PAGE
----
Star Wars: The Last Jedi Director Explains What Makes the Prequels Great

How to value the Star Wars prequel trilogy remains a point of contention among fans. Some think they're irredeemable while others appreciate them as much as they do the original trilogy. Some find important themes hidden beneath the surface. RPG designer Scott Malthouse decided to start that conversation anew by asking folks on Twitter to say something positive about the prequels. Star Wars: The Last Jedi director Rian Johnson, no stranger to divisive Star Wars movies, showed up to offer his take on the prequel trilogy. Johnson casts Episodes I-III as one long, innovative children's movie with valuable lessons to teach.

"[George] Lucas made a gorgeous 7 hour long movie for children about how entitlement and fear of loss turns good people into fascists," Johnson tweeted, "and did it while spearheading nearly every technical sea change in modern filmmaking of the past 30 years."

The prequel trilogy came up while the team behind Star Wars' first live-action series, The Mandalorian, discussed the franchise on Disney Gallery: The Mandalorian. They mentioned the numerous filmmaking patents Lucas obtained while pioneering new technologies. Lucasfilm president Kathleen Kennedy explained why Lucas directed the prequel films himself.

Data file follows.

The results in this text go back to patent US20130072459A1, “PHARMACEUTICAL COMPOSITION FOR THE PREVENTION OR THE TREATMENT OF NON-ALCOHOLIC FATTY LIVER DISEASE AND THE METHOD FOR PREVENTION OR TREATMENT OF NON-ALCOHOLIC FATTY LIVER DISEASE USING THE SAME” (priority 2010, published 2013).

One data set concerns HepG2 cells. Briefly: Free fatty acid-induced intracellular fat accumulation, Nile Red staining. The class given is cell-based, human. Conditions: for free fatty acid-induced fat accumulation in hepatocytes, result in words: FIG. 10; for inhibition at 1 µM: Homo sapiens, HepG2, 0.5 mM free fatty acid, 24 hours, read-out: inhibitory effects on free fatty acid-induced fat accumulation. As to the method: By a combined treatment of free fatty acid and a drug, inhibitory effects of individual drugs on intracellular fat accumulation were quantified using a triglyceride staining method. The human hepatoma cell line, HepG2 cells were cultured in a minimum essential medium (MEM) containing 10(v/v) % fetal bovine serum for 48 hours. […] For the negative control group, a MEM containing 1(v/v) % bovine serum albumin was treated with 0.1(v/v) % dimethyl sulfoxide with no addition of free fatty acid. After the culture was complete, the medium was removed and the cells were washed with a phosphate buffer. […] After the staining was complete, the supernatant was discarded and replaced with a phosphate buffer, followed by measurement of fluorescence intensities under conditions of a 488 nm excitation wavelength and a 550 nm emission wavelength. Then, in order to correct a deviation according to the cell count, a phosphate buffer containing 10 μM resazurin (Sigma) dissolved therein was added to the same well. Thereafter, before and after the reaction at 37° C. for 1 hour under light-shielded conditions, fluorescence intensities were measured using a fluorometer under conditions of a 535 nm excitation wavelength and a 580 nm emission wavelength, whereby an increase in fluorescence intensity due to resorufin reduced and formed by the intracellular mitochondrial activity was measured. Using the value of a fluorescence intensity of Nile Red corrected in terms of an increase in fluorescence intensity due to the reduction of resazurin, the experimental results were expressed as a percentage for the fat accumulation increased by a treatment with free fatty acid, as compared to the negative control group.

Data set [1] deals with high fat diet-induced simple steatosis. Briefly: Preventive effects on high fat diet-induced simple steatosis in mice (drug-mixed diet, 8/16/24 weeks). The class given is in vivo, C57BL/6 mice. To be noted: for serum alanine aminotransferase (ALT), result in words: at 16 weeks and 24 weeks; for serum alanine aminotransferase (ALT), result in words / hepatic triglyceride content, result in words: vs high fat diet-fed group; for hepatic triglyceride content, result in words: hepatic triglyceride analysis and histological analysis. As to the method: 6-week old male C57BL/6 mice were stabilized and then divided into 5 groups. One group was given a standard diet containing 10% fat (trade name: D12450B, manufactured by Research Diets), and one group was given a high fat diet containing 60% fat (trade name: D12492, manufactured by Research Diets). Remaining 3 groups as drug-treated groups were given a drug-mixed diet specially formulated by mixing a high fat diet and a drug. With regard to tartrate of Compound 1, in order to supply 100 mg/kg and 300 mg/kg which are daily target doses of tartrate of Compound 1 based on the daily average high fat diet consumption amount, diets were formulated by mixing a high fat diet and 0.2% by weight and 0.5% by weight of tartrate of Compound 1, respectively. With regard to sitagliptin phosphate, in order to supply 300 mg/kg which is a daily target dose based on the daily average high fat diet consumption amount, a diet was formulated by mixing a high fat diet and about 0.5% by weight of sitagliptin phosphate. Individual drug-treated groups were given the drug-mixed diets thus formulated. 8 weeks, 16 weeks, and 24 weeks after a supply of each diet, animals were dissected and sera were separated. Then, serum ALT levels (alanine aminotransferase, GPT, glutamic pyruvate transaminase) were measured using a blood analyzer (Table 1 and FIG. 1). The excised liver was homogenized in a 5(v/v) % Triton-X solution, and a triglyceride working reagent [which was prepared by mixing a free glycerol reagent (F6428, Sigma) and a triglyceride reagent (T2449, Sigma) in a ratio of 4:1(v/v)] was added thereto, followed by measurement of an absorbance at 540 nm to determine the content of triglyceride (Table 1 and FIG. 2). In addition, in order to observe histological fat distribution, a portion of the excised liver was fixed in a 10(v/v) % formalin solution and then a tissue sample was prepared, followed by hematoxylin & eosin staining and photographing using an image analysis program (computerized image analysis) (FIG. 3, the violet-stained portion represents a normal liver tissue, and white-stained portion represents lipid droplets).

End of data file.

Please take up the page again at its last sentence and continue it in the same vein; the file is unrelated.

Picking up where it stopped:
"With anybody like George, and anyone who's a filmmaker, they get antsy after a while at not being able to be on that floor telling stories, making movies," she said. "And his love of pushing the technology, obviously, we were doing a certain amount of that with each of the Indiana Jones movies, but it wasn't like Star Wars, and I think that each time we would push the technology, in making those movies, he got the bug to start thinking about what that might mean for Star Wars."

Producer Dave Filoni, who has been the principal architect in bringing Star Wars to television, offered a compelling interpretation of the climactic lightsaber battle in Star Wars: The Phantom Menace.

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"So [Qui-Gon] 's fighting for Anakin, and that's why it's the Duel of the Fates. It's the fate of this child. And depending on how this fight goes, his life is going to be dramatically different. So Qui-Gon loses, of course, so the father figure [is gone]. Because he knew what it meant to take this kid away from his mother when he had an attachment, and he's left with Obi-Wan. Obi-Wan trains Anakin, at first, out of a promise he makes to Qui-Gon, not because he cares about him. He's a brother to Anakin, eventually, but he's not a father figure. That's a failing for Anakin. He doesn't have the family that he needs. He loses his mother in the next film. He fails the promise to his mother, 'I will come back and save you.' So he's left completely vulnerable, and Star Wars is ultimately about family."

The Star Wars prequel trilogy is streaming now on Disney+.

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